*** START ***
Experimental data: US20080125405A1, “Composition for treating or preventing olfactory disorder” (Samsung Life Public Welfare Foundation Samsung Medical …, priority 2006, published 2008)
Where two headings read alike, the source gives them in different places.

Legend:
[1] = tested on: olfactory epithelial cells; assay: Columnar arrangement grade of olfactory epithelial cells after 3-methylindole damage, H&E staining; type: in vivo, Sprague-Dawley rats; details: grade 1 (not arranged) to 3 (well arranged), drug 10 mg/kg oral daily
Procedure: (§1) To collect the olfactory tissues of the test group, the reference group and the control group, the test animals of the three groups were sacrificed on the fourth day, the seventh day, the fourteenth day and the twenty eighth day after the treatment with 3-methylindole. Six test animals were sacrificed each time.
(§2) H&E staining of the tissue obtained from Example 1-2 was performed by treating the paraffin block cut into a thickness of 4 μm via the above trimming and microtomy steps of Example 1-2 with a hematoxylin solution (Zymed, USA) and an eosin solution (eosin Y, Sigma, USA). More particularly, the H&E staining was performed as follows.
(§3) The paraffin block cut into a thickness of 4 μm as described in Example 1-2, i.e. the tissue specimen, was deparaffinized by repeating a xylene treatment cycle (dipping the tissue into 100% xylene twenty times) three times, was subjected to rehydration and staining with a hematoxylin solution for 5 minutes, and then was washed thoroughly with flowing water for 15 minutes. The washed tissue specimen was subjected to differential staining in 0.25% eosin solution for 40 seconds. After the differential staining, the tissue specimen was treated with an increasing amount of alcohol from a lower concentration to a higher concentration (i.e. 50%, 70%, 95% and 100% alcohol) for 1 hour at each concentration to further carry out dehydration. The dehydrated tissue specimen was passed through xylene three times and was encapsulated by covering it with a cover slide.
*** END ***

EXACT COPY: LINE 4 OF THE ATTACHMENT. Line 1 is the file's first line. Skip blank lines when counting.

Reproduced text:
[1] = tested on: olfactory epithelial cells; assay: Columnar arrangement grade of olfactory epithelial cells after 3-methylindole damage, H&E staining; type: in vivo, Sprague-Dawley rats; details: grade 1 (not arranged) to 3 (well arranged), drug 10 mg/kg oral daily